2021 is shaping up to be an amazing year for real estate investing. With all indications pointing to a resolution of our global pandemic, the economy could well leap ahead like never before.
Smart investors are looking ahead to 2021 and thinking about buying bank owned homes.
Due to the calamity that struck the rental property business over the past 15 months, many investors and private homeowners have struggled due to loss of income. Mortgage moratoriums and governments, both local and national, that supported the idea of rent cancellation have run many small business property owners out of businesses or close to it. This (sadly) means that many more properties will become bank owned homes throughout this year. Let’s analyze whether these bank owned homes for sale are suitable investments, and if so, why.
Related: Buying Bank Owned Properties: 10 Pro Tips
What Are Bank Owned Homes?
As more properties become short sales, pre-foreclosures, or foreclosures, the inventory will evolve towards a greater number of bank owned homes for sale in the US housing market 2021. Also called Real Estate Owned, or REOs, these properties can pose great investment opportunities for real estate investors able to acquire them.
Bank owned homes are properties that were owned by either an investor or an occupant (homeowner) who could not pay the outstanding loans. As a result, the lenders foreclosed and took ownership. This is something they don’t like to do, but in some cases, must do. Banks are motivated to sell the properties off to new owners, but being banks, they slow-walk the process in some cases. Patience is always a virtue when one invests in REO homes.
Related: How to Buy Bank-Owned Property: 6 Great Tips
How to Find Bank-Owned Homes
Bank owned properties are located using the same tools one uses to find any real estate for sale. The banks use MLS listings, they employ realtors to sell the properties, and the listings appear on helpful real estate websites like Mashvisor.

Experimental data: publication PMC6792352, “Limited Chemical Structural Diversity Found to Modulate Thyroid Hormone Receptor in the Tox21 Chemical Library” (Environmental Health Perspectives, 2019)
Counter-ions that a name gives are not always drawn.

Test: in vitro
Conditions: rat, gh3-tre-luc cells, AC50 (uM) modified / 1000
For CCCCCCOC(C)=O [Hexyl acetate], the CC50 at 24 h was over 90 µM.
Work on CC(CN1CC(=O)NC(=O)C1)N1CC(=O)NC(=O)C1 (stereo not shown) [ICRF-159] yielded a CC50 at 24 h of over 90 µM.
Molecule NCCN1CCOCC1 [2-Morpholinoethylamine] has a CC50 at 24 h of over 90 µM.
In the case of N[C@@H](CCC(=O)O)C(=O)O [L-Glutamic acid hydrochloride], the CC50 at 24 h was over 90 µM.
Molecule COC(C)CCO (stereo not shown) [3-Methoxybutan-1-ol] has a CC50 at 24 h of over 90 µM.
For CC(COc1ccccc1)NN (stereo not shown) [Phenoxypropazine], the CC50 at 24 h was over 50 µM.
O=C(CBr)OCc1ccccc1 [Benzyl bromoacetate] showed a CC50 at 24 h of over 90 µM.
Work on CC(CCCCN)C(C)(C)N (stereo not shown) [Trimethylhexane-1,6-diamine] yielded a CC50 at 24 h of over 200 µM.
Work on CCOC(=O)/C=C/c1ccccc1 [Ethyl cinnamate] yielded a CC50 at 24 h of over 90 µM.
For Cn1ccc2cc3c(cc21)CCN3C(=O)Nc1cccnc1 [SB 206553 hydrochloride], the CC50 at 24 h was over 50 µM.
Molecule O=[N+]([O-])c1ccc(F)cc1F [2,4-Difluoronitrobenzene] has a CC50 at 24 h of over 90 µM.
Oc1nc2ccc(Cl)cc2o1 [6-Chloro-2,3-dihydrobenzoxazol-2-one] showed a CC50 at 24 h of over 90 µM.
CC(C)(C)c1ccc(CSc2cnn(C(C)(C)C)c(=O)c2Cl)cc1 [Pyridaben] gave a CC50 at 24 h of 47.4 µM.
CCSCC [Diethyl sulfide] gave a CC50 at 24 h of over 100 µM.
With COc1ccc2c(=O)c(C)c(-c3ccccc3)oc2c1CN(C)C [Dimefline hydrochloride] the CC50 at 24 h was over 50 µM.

Occasionally a bank owned home is found in among off market properties, but that will take some legwork. You will need to see a home is abandoned and take action to identify the lender. This is not hard to do. All properties have the lender listed as public information. Start with your local town hall and ask the tax collectors if you can view the property cards or tax info for the property. Then, reach out to the lender and start asking for the person that can best help you.
Lenders are interested in helping you find their properties. For example, Bank of America has a website devoted to its foreclosed homes. Using the site, you can locate bank owned homes from this lender near you.
Related: How to Find REO Properties: The Ultimate Beginner’s Guide
Bank Owned Homes vs. Foreclosed and Short Sale Properties
A bank owned home, a foreclosure sale, and a short sale are not one and the same. A bank owned property actually has more simplicity. In the case of a bank owned home, the seller is a specific entity, and the sale is a bit more conventional. Homes sold at auction, foreclosed properties, and short sales have their own pluses and many minuses. Let’s examine some pros and cons regarding bank owned homes:
- Outstanding liens and taxes should already be cleared (verify).
- There should be a single entity selling the property (unlike in a short sale).
- The sale is not an auction, so some inspections should be possible.
- The home should have been made secure and safe by the seller.
- The REO foreclosure should be free of occupants.